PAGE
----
I don't want to dwell too much on what Star Command isn't. It might not be the game we've all been hoping for, and it might lack a lot of the features originally promised, but you can't judge something on what might have been.
What it is is a fun, often engaging space opera that's punctuated by bouts of intergalactic violence. It's simple, and it lacks any hook sharp enough to sink itself into you too deep, but there's still fun to be had meeting interesting new species and firing your lasers at them.
Star Command is a game of two parts. First you're building up your ship, adding new rooms, and recruiting the crew to keep everything running smoothly. Adding crew members to a room assigns them a role.
So crew members that go in the gunnery rooms become red shirts. They'll fire your space cannons and repel invaders. Yellow shirts are your engineers and blue shirts are your medics. Everyone plays a part in the running of the ship as well as in the bursts of violence.
It's a nice way of making sure you know what everyone does and means when things get panicky during an alien invasion you're definitely sending the right people to do the right jobs.
The currency in the game is tokens. There are red ones, yellow ones, and blue ones, and these are spent on recruiting crew members, building new rooms in your ship, and upgrading the equipment in them. You collect them in the other part of the game - the fights.
Here you have to defend your craft from attack both external and internal. Bombs and bad guys get teleported in and you need to deal with them, all the while firing your hull weapons when they're ready.
The actions your various crew members can perform, from blasting alien scum with bolts of energy to putting out fires with welding torches and spanners, all have a circle of effect, so you need to move them around the ship to where they're most effective.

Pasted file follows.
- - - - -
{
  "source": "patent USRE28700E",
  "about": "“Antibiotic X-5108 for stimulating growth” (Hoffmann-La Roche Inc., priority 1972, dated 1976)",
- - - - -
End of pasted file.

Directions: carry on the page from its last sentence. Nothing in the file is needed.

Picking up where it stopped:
As you play they'll gain experience, getting better at the appointed tasks. Swapping and changing the roles of your crew makes for a better rounded team and means when one of your red shirts falls you can quickly replace him with an equally skilled shooter.
Firing your external cannons results in a mini-game which varies from weapon to weapon. Some require taps when a spinning dot reaches a glowing circle, while others need you to create a crosshair from moving lines.
Trouble without Tribbles
It's in the scraps and scrapes that Star Command starts to wobble a little. There are dialogue options in the exchanges beforehand that can change the way a fight plays out, but often you feel like you're being driven inexorably towards violence.
And while that violence is interesting to begin with, the difficulty does spike quite dramatically after a while, and the simplicity of the experience grates more when you're constantly being torn to shreds.
In the end, Star Command is an entertaining little sim that gives you some control over the comings and goings of a spaceship. But you never really feel like the game is giving you enough control to steer that ship in the direction you want it to go.